Malawi’s long-awaited Mines and Minerals Bill is to be tabled this sitting of Parliament, but key changes still need to be made.
The law was drafted on the back of a loan from the World Bank. In 2015, those of us labelled ‘stakeholders’ such as miners, activists, academics, chiefs, civil servants and parliamentarians, gathered at Sunbird Capital to review the draft. Amid mint chewing and buffet eating, we proposed over 140 changes to the Bill for consideration by the consultant, an American professor.
Some important improvements were made. For example, women’s participation in employment and training must be promoted by large-scale mining companies. Yet the version of the Bill that made it to cabinet and will be tabled in Parliament looks uncannily similar to the version that was shared during public consultations.
First, let’s take the Mineral Resources Committee. This committee is set to decide which applications for mining licences are successful. Only civil servants-principal secretaries, directors, and the inspector general of the police or their representatives-sit on this committee. There is no public or parliamentary oversight and no publication of minutes required as the Bill currently stands. Publication or disclosure is expressly prohibited apart from with written consent from the commissioner.
The on-going Anti-Corruption Bureau investigation into payments believed to be connected to the very unusual oil contracts that were signed in a hurry before the last election, is but, one example of why improving public oversight of this committee is vital. Transparency will ensure licences are given to the best applicants and create a more level playing field for the private sector. It also protects the civil servants making decisions from political and corporate interference.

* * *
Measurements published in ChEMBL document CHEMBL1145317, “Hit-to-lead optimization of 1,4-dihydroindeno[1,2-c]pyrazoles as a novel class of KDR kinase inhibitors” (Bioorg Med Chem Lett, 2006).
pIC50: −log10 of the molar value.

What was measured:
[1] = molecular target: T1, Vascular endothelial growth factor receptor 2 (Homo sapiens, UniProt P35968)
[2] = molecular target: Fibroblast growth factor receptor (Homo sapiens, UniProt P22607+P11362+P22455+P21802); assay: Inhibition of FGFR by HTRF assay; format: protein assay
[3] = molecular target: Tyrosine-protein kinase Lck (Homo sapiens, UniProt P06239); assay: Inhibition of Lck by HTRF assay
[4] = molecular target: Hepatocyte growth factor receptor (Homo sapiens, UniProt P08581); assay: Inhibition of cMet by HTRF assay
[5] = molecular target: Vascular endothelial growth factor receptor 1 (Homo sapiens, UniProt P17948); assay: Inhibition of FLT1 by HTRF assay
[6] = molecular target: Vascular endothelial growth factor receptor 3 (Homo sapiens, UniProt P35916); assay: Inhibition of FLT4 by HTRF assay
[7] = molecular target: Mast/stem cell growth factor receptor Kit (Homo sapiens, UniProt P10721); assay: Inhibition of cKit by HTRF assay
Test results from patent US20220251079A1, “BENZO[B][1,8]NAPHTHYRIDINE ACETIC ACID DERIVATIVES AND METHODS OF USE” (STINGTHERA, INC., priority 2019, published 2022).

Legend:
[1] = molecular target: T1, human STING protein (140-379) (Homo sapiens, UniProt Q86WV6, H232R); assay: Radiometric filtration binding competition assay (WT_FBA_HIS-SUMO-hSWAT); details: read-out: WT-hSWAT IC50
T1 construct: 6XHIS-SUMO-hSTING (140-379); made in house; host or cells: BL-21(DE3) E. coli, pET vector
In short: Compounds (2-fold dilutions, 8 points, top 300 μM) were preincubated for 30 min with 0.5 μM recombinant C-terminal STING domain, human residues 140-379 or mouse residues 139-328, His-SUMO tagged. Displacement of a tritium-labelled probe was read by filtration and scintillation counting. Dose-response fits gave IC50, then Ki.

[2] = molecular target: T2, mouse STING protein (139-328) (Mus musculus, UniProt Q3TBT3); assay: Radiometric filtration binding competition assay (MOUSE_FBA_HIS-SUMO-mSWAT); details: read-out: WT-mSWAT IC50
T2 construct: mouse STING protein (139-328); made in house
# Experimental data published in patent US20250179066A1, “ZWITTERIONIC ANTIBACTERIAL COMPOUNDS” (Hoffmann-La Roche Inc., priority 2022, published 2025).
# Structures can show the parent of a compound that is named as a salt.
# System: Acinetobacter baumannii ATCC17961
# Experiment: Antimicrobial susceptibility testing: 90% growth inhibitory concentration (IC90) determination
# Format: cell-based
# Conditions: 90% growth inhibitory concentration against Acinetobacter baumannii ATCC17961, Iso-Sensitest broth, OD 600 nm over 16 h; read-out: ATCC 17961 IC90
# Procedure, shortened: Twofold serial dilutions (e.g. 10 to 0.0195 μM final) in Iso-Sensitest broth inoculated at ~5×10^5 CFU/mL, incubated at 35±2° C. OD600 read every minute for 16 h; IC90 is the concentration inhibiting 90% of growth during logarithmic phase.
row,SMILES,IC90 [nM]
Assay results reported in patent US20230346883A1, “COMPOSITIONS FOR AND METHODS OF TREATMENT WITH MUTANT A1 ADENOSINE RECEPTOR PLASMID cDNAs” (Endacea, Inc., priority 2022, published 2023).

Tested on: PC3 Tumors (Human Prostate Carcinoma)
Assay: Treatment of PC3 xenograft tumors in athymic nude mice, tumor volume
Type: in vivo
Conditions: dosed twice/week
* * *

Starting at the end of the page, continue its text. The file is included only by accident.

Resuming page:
This committee even has powers to dispense with consent when it deems consent is being ‘unreasonably withheld’. Yes, this undermines your right to withhold consent if a mining licence overlaps with land you occupy, own or farm.
Public access to information has been notoriously difficult in the mining sector. It took 10 years for the government to finally publish the 2007 agreement for Kayelekera Uranium Mine-a decade after Paladin had already disclosed the fiscal terms on the Australian stock exchange. Shareholders around the world knew more than Malawians about the terms of uranium production.
Thankfully, the government has now committed to make all contracts public through the Extractive Industries Transparency Initiative, but the Bill does not make this binding. You can look at Malawi’s mining and oil contracts for yourself on www.resourcecontracts.org.
Other clauses should be improved to give immediate access to information and data that is in the public interest including about the risk and safety of employees, members of the public and environment. This should apply to reports produced both by companies and government.
Finally-but only because space is limited here-we have one chance to make sure minerals contribute to national development for this and future generations.
As you know, you can plant tobacco and maize annually, but uranium and coal do not grow so easily. In exchange for giving companies the right to extract Malawi’s non-renewable resources, the government levies a number of taxes including royalties.
Countries that have benefited from mining over the long-term have something in common. They manage revenue well and differently from revenue derived from other sectors. There is a clear plan and strong oversight about how and when to spend, save and invest the money.
Granted, revenue collected from the sector is almost insignificant, less than 1 percent of GDP last year. Yet, we need to make sure this and future revenue collected by the Malawi Revenue Authority does not just go into the general government pot (the consolidated fund) used for the annual budget, but is treated with the respect it requires. n